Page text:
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Featured News cont'd

A220 Order Book Grows
A220 Order Book Grows
Bombardier’s big gamble is finally paying off but it’s doing so for Airbus. The CSeries airliner will become the financial success Bombardier always hoped it would be but as the ...
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Sikorsky Tribute to Canadian Sea Kings
Sikorsky Tribute to Canadian Sea Kings
The RCAF’s retirement of the Sea King prompted a tribute from none other than Sergei Sikorsky, the son of the inventor of the modern helicopter and Sea King designer Igor ...
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Small Airport Projects Funded
Small Airport Projects Funded
Transport Canada had some Christmas cash for small airports across the country. Although the money was budgeted months ago, the announcements were nonetheless good news for the individual airports and ...
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Featured Videos

New Drone Rules Coming

They really are amazing devices and in the hands of a skilled operator can create beautiful videos ...
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Ski Flying Season

Flying on skis is a fun challenge and a few lessons can get you going. FlightChops got a firsthand look ...
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Canadian Know-How

When we lost our aircraft carriers, we didn’t lose ship-borne aviation capability thanks to a device known as the bear trap. The winch system could recover a Sea King on ...
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CF-100 Canuck

Everyone remembers the Avro Arrow but fewer acknowledge its predecessor, the CF-100 Canuck. Almost 700 Canucks were built by Avro and it remains Canada’s only indigenous fighter. Brad Gordanier did ...
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Ah, What Might Have Been

Can we ever get enough of the Avro Arrow? Thanks to the Canadian Aviation and Space Conservancy we’ll be able to see exactly what the plane looked like for a ...
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A220 Steep Takeoff

Much has been made of how quiet the A220 (formerly CSeries) is but it’s also quite a performer. Watch it quietly take off in a hurry at Zurich ...
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Recent Incidents

C-FSKA, a Beech A100 King Air aircraft operated by Beaver Air Services (dba Missinippi Airways), was conducting a flight York Landing (CZAC), MB to Thompson (CYTH), MB with 2 crew members
and 2 passengers on board. During cruise flight, the flight crew smelled and observed electrical smoke and fumes in the cockpit.

All unnecessary electrical equipment was turned off, and the
smoke was evacuated. The flight crew advised ATC, however no emergency was declared. The flight continued to CYTH where an uneventful landing was conducted with emergency vehicles
standing by as a precautionary measure.

A subsequent inspection by the operator’s maintenance revealed that the aircraft’s heater vent blower had seized. The vent blower motor was replaced, and the aircraft was returned to service.

N813SK, a Bombardier CL-600-2D24 (CRJ900) aircraft operated by SkyWest Airlines, was conducting flight SKW4718 from Winnipeg/James Armstrong Richardson Intl (CYWG), MB to Minneapolis-Saint Paul Intl/Wold-Chamberlain (KMSP), MN. Shortly after the departure from CYWG, the flight crew observed a STEERING INOP caution message, followed by a GEAR DISAGREE warning message.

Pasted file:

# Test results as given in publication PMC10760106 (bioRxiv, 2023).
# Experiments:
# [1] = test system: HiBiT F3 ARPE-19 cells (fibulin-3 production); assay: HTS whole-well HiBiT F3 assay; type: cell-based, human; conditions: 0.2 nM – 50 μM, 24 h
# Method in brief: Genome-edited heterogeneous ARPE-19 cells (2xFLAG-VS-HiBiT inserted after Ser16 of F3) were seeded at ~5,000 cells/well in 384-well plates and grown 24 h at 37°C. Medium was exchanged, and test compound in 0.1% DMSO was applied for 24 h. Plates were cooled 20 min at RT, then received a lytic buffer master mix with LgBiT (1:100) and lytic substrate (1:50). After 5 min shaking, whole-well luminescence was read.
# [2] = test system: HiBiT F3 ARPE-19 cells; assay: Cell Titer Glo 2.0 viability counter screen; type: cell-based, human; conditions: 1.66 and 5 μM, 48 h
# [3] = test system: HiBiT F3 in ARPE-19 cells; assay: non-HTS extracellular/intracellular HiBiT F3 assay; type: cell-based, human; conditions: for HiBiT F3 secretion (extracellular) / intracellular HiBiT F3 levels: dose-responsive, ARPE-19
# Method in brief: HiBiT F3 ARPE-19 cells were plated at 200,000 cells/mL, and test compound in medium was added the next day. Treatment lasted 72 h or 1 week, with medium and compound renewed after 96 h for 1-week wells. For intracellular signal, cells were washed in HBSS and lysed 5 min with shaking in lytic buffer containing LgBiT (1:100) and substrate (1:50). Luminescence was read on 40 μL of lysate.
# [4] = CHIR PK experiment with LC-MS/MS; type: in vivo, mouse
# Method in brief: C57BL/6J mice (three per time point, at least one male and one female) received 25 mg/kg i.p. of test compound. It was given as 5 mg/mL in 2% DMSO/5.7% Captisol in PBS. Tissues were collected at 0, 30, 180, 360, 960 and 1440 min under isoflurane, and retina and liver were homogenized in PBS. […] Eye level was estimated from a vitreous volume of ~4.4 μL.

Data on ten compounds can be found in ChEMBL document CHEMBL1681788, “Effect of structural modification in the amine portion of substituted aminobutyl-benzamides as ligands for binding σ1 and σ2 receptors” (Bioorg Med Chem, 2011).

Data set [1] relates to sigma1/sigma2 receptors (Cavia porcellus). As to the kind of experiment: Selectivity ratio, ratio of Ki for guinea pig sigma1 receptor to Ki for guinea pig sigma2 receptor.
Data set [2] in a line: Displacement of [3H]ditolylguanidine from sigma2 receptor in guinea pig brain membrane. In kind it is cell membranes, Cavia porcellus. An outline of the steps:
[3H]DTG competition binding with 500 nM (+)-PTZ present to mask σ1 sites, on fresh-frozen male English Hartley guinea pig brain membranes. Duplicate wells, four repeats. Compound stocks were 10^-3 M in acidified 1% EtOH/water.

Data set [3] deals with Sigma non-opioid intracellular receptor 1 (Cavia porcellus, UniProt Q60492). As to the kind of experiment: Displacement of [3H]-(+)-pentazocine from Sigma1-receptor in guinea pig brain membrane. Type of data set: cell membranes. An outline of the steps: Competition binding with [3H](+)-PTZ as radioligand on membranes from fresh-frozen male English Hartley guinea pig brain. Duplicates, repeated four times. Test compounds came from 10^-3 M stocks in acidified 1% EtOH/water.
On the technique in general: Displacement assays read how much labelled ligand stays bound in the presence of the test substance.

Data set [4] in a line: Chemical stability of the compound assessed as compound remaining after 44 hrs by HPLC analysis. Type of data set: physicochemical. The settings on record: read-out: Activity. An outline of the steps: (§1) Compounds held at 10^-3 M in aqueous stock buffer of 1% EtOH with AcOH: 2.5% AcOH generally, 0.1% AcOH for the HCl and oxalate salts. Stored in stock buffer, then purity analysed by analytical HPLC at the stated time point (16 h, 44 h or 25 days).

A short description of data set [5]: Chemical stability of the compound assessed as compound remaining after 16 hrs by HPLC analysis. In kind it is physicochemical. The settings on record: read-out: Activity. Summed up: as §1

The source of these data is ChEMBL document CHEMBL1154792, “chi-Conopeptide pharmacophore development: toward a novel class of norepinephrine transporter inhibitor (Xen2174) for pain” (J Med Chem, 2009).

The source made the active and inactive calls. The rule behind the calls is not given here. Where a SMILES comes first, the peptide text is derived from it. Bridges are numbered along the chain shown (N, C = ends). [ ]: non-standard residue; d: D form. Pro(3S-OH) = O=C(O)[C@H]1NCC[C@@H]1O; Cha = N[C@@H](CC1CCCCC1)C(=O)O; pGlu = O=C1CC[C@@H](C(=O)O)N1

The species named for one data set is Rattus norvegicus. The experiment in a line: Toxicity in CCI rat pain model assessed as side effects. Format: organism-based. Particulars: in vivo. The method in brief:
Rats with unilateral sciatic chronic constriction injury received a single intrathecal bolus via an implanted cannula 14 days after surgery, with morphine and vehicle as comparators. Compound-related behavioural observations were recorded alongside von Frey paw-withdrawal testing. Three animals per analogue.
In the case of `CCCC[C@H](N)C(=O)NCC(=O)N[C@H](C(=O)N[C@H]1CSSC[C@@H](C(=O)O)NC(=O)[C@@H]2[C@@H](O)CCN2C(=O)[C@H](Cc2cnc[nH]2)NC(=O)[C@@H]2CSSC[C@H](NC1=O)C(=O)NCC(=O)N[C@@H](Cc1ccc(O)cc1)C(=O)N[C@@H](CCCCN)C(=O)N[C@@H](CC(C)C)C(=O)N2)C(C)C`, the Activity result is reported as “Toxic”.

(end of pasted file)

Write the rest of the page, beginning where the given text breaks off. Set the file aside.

The flight crew requested vectors while they conducted the QRH procedure for the GEAR DISAGREE. Upon completion of the procedure, the landing gear indicators showed three green lights in the down position. An emergency was declared, and vectors were requested for a low approach so that ATC could visually inspect the landing gear.

The tower reported that the landing gear appeared down, and that the nose wheel was straight. An uneventful landing was then carried out with emergency vehicles standing by. The aircraft was subsequently towed to the gate.

A post-flight inspection by the operator’s maintenance revealed a leaking nose gear strut seal. The seal was replaced and the aircraft was returned to service.

C-FMZU, an Embraer 190-100 aircraft operated by Air Canada, was conducting flight ACA592 from Houston/George Bush Intercontinental (KIAH), TX to Toronto/Lester B. Pearson Intl (CYYZ), ON with 4 crew members and 65 passengers on board. Passing FL280 during the climb to cruising altitude, approximately 110 nm northeast of KIAH, the flight experienced continuous moderate turbulence.

As the flight passed through FL300, the turbulence became severe and the flight crew observed the vertical speed in excess of 2500 feet per minute. A higher level was requested, however it was denied by ATC due to heavy traffic at FL320. The flight crew levelled off at FL310 in continuous moderate turbulence, and subsequently climbed to FL350 a short while later.

The operator’s maintenance carried out a phase one inspection and found no faults. The aircraft was returned to service.

C-GZEH, a Boeing 737-800 aircraft operated by Air Transat, was conducting flight TSC041 from Paris/Orly (LFPO), France to Toronto/Lester B. Pearson Intl (CYYZ), ON with only 2 flight crew members on board. Just before the flight crew set take-off thrust at the start of the take-off roll, a thick white smoke filled the cockpit. The flight crew rejected the takeoff, and the smoke dissipated as soon as the power was brought back to idle. The aircraft exited the runway.